Jaspers once commented that Heidegger’s “total conception of … being” would inevitably become “another veil which is more fatal because it is precisely, with sentences that come closest to Existence that real Existence is apt to be missed and to become unserious.” One is reminded of the anarcho-primitivists’ mix of insight and palpable folly. Their simplistic opposition to the “totality,” their self-righteous celebration of catastrophe, and their grim conviction that their militant posture is not only theoretically correct but ethically viable, make theirs one more manifestation of a most tragic unseriousness. In his manifesto, their hero “FC” reminds them, “We have no illusions about the feasibility of creating a new, ideal form of society. Our goal is only to destroy the existing form of society.” My essay was intended to challenge that diseased logic, and the murderous certainties of those now attracted to it. That required defending (as I see it, of course-I shouldn’t have to remind people of that obvious fact) the primitivist insight from its own adherents.

A Hard Anal Knot

Dear FE:

A hard Anal Knot keeps being tied, and re-tied, inside the collective skull. I thank David Watson for trying, one more time, to unravel it. (“Swamp Fever: Primitivism & the Ideological Vortex,” FE Fall 1997).

Following the Bookchin, Biehl & Staudemaier definitions of “eco-fascism” “earth mysticism,” “biocentrism,” “a belief in intuition,” “holistic organicism”—this condition increases as we go backwards in time. Our earliest human ancestors were the original “eco-fascists.” CroMagnons chewed hallucinogenic mushrooms in ecstatic chthonic rites inside the paleolithic caves. They holistically identified with, imaged and imitated the animals they hunted. Our sciences, technologies, medicines, musical, pictorial and linguistic arts originated in their intuitively recognized experience of the cycles and processes of the natural world surrounding and within them: Homo Sapiens was virtually born out of such “eco-fascism.” Is this what B, B & S intend to say?

Today’s descendants of these Stone Age Nazis are not the Eco-Hippies, Deep Ecologists and Earth First!ers targeted by B, B & S, but what remains of our planet’s “primal” or indigenous peoples: the tribes of North and South America, Australian Aborigines and New Zealand Maoris, the Kalahari Bushmen and Congo Pygmies, the Sami, the Siberian shamanic tribes, the Berber Tauregs of Morocco: these “biocentric” and “spirit-ruled” drug-using magico-mythic pagan trippers are all eco-fascists, yes??

Every one of us at birth, in fact, is a Total Fascist. From birth to age 8, we are those polymorphous perverse Luddite Nazis who “make the trains run on time.”

After that, we “become rational beings” and never trouble the world again. Huh???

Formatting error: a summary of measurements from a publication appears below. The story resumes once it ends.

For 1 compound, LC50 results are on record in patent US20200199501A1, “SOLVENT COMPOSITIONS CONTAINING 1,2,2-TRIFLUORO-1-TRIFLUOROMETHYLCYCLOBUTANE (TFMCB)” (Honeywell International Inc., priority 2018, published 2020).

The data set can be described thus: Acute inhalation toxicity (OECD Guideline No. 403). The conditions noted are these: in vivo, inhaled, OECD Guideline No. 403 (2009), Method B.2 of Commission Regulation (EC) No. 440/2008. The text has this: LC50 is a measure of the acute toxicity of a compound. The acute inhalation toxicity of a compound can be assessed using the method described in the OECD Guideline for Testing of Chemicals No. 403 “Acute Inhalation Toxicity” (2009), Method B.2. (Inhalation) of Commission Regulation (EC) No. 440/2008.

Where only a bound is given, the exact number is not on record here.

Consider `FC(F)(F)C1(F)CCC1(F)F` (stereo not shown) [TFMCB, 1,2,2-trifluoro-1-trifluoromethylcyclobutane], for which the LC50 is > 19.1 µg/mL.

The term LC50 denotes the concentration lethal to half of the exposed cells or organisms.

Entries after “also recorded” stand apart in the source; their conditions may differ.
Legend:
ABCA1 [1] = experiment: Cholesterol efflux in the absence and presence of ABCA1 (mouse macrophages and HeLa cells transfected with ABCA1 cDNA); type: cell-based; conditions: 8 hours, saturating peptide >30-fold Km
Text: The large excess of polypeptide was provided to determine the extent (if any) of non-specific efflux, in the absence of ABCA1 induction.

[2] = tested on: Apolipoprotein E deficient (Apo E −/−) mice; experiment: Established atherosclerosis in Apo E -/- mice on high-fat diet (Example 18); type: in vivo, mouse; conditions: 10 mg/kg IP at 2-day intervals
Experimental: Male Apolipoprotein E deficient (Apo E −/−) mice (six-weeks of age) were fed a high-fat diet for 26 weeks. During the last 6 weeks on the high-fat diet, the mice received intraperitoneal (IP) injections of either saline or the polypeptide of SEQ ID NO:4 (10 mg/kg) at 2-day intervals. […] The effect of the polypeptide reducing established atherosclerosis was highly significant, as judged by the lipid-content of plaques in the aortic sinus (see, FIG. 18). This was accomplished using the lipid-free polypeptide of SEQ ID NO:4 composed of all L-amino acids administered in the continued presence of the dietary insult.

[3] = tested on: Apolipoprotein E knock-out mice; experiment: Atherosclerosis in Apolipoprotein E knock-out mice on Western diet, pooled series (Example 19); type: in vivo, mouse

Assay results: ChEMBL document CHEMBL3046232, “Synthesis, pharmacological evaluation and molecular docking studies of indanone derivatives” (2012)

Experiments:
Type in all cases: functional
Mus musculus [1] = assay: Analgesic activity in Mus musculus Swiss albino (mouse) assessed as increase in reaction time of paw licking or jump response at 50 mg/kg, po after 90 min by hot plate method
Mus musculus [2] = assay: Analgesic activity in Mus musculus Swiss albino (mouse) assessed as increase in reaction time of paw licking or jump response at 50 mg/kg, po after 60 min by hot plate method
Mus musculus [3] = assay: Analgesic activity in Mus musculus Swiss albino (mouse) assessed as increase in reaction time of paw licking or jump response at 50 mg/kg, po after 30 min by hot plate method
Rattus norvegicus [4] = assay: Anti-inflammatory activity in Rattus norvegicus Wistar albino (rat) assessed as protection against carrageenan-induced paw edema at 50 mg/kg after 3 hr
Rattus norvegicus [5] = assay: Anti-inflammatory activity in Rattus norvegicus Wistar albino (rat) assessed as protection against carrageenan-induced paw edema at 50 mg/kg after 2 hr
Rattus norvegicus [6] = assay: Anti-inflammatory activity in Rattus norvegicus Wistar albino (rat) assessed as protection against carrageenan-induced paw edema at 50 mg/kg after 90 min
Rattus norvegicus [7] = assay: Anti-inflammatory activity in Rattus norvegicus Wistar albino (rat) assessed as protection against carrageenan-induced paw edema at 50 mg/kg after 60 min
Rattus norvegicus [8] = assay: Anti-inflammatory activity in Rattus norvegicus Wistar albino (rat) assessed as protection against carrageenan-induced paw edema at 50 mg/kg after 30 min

Something about “logical conclusions.” Just being born on earth, according to the B, B & S criteria, makes us inherently eco-fascistic.” We must then be separated from our sense of ourselves as living beings on a living planet; such “holistic” knowledge must then be demonized to break and/or repress our passionate devotion to earth, which is the source-after all-of our life. But this “organic identification” must be condemned, disciplined, subverted and eventually exterminated toward the goal of making us all “rational beings”—i.e., like Bookchin, Biehl and Staudemaier.

This is not a joke. We’ve been here before. To define our species as, in its “natural condition,” Eco-fascistic, is no different from the religious idea that we are, “by Nature,” “evil” “Born in sin,” “innately corrupt…… heathen, savage, liable to backslide into bestiality”-this is the traditional patriarchal religious description of The Human Condition. Unless, of course, we are “straitened” by an officially imposed system of: law, morality, ideological correctness. Beaten upside the head, and B, B & S would have it, by Rods of Rational Praxis.

Fascism is a State of Mind: the daily tyranny of Ideology Enforced by Terror. As David Watson argues: “Context matters.” So does 3 million years of Hominid existence. So does the pragmatic question: just who carries the Biggest Stick?

Without exception, it has been the opportunistically designated Earth-Mystic, BioCentric, Pagan-intuitive human groups who are invaded, colonized, enslaved destroyed by precisely “higher order’ states of national, religious and corporate powers. The conquerors always claim “progress,” “rational enlightenment,” “superior civilization,” and “scientific/technologic advancement” as their excuse to rob, exploit and/or wipe out the hippie-naked, stoned-on-nature, “non-rational” communities.